Wolves With Pups Open To Hunting Inside Denali National Park On September 1
Unless the National Park Service takes long overdue action, an important wolf family will again be at high risk during the annual Kantishna subsistence hunt in the heart of Denali National Park. Certain local hunters are eligible under a provision of the 1980 Alaska National Interest Lands Conservation Act (ANILCA) to obtain permits from the National Park Service (NPS) for this annual September 1-30 hunt. The hunters’ objective is to shoot a moose for meat, but they are also allowed to shoot any wolves (or bears) they might see (up to 10 wolves per hunter!), even though there is no legitimate subsistence use of a wolf at this time of the year.
Go to Request for Kantishna wolf-hunting closure.pdf for details. The arguments in the two August 2006 letters at this link still apply. These letters are representative of other exchanges I have had with NPS officials at Denali National Park and in the Alaska Regional Office since I began raising the issue in 2003. The specific situation of the wolves that are at risk - an extended family group referred to as Swift Northeast, aka McKinley Slough - is much the same now as it was when I wrote the 2006 letters, even to the point that there are again two “runts” among at least five pups. I last observed the Swift Northeast wolves and pups during an August 11 research flight. They had moved from their nearby natal den to a homesite right in the midst of an area the Kantishna hunters have used heavily in the past, where they would be easy targets in the upcoming September 1 hunt.  For detailed background on the Swift Northeast wolves, maps showing their territory and winter migrations, and to get an idea of their biological and scientific (research) importance, go to the Reports2 page; read the paper at the December 2007 link and the appropriate sections of the research reports at the August 2007 and May 2009 links. Note especially the account of the Kantishna wolf hunt in the last two paragraphs on page 15 at the August 2007 link.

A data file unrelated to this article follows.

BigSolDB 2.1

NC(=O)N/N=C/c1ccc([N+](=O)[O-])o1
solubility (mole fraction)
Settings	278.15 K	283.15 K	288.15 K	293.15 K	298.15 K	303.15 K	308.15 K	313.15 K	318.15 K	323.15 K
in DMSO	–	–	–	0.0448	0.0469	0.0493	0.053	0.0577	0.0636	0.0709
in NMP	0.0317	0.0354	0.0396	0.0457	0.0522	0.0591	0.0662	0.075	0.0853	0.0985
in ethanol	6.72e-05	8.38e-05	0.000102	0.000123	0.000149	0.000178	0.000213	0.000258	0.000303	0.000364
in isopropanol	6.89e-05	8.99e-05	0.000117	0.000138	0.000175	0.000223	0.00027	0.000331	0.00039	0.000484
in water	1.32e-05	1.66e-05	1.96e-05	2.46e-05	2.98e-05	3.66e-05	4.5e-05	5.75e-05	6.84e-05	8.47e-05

Left: One of two unusually small Swift Northeast pups plays with a 2009 sibling pup of normal size. The older wolves and sometimes even littermates seem to give extra help to disadvantaged pups such as this as the more arduous late fall-winter travel period approaches. August 2009.
Ultimately the responsibility for taking remedial action rests with Denali superintendent Paul Anderson. He has the authority to declare wolves off limit to Kantishna hunters for various reasons but has refused to do so. His primary argument to me in the past has been that he does not see a problem because the hunters have not shot any wolves yet. He insists that in any case his hands are tied, and that I should take the matter up with the Federal Subsistence Board (FSB) and its local advisory commission (SRC).
As I explained in the 2006 letters at the above link, I have already tried the FSB and SRC routes, on numerous occasions and in various ways, predictably to no avail. Most importantly, this is an NPS responsibility. Superintendent Anderson is interpreting ANILCA selectively and ignoring provisions of the ANILCA-mandated Denali General Management Plan, among other problems, in trying to avoid this management responsibility.  
Leaving an illegally permitted “subsistence” wolf hunt that could amount to predator control up to the whims of individual hunters is especially offensive. It should also be remembered that Swift Northeast only began raising pups in this area in 2005, and that bad fall weather has deterred much of the hunting activity since then. It is likely more of a happenstance lack of opportunity than good will that has thus far kept hunters from shooting any of the Swift Northeast wolves. These circumstances and the biological, scientific, ethical, visitor-viewing, and other values that are at issue justify measures that Superintendent Anderson could set into motion under existing statutes and regulations to permanently ban any wolf killing in the Kantishna area, beginning with at least a temporary emergency closure in time for this year’s hunt.  
NPS is likely to apply a standard homesite closure around Swift Northeast’s current location, to prevent people from entering that specific area, i.e., a half mile (.8 km) or so around the location. This is an important, well established management policy for wolf homesites in Denali National Park, to prevent disturbances that could cause the wolves to prematurely vacate these important sites.